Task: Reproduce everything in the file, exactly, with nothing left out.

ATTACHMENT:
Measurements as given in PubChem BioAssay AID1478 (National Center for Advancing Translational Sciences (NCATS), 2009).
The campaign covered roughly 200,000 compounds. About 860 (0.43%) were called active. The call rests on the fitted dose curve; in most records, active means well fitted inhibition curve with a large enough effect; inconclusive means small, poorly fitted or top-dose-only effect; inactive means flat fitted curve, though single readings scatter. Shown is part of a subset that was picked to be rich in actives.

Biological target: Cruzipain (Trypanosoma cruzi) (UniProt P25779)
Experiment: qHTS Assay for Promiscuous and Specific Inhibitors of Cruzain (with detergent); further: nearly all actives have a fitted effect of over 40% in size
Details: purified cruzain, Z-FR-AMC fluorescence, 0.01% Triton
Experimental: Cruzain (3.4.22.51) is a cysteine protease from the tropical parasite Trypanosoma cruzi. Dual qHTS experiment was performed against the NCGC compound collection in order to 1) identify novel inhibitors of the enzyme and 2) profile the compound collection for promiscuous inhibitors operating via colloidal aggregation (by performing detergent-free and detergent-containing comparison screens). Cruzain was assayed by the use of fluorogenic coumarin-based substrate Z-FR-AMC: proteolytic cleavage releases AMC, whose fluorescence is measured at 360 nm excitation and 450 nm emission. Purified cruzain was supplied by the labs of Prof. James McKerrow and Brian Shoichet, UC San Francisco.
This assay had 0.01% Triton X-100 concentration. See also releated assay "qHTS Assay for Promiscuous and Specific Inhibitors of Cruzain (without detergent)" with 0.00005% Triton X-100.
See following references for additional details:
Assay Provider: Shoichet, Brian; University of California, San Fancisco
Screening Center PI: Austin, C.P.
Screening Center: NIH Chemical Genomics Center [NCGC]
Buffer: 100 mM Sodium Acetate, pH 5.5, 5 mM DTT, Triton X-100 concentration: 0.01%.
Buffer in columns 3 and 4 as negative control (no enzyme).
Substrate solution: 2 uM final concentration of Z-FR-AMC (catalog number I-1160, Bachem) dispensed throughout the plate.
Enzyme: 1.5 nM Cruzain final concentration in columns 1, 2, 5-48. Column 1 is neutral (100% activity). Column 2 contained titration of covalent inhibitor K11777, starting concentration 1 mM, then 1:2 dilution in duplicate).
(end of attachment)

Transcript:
Measurements as given in PubChem BioAssay AID1478 (National Center for Advancing Translational Sciences (NCATS), 2009).
The campaign covered roughly 200,000 compounds. About 860 (0.43%) were called active. The call rests on the fitted dose curve; in most records, active means well fitted inhibition curve with a large enough effect; inconclusive means small, poorly fitted or top-dose-only effect; inactive means flat fitted curve, though single readings scatter. Shown is part of a subset that was picked to be rich in actives.

Biological target: Cruzipain (Trypanosoma cruzi) (UniProt P25779)
Experiment: qHTS Assay for Promiscuous and Specific Inhibitors of Cruzain (with detergent); further: nearly all actives have a fitted effect of over 40% in size
Details: purified cruzain, Z-FR-AMC fluorescence, 0.01% Triton
Experimental: Cruzain (3.4.22.51) is a cysteine protease from the tropical parasite Trypanosoma cruzi. Dual qHTS experiment was performed against the NCGC compound collection in order to 1) identify novel inhibitors of the enzyme and 2) profile the compound collection for promiscuous inhibitors operating via colloidal aggregation (by performing detergent-free and detergent-containing comparison screens). Cruzain was assayed by the use of fluorogenic coumarin-based substrate Z-FR-AMC: proteolytic cleavage releases AMC, whose fluorescence is measured at 360 nm excitation and 450 nm emission. Purified cruzain was supplied by the labs of Prof. James McKerrow and Brian Shoichet, UC San Francisco.
This assay had 0.01% Triton X-100 concentration. See also releated assay "qHTS Assay for Promiscuous and Specific Inhibitors of Cruzain (without detergent)" with 0.00005% Triton X-100.
See following references for additional details:
Assay Provider: Shoichet, Brian; University of California, San Fancisco
Screening Center PI: Austin, C.P.
Screening Center: NIH Chemical Genomics Center [NCGC]
Buffer: 100 mM Sodium Acetate, pH 5.5, 5 mM DTT, Triton X-100 concentration: 0.01%.
Buffer in columns 3 and 4 as negative control (no enzyme).
Substrate solution: 2 uM final concentration of Z-FR-AMC (catalog number I-1160, Bachem) dispensed throughout the plate.
Enzyme: 1.5 nM Cruzain final concentration in columns 1, 2, 5-48. Column 1 is neutral (100% activity). Column 2 contained titration of covalent inhibitor K11777, starting concentration 1 mM, then 1:2 dilution in duplicate).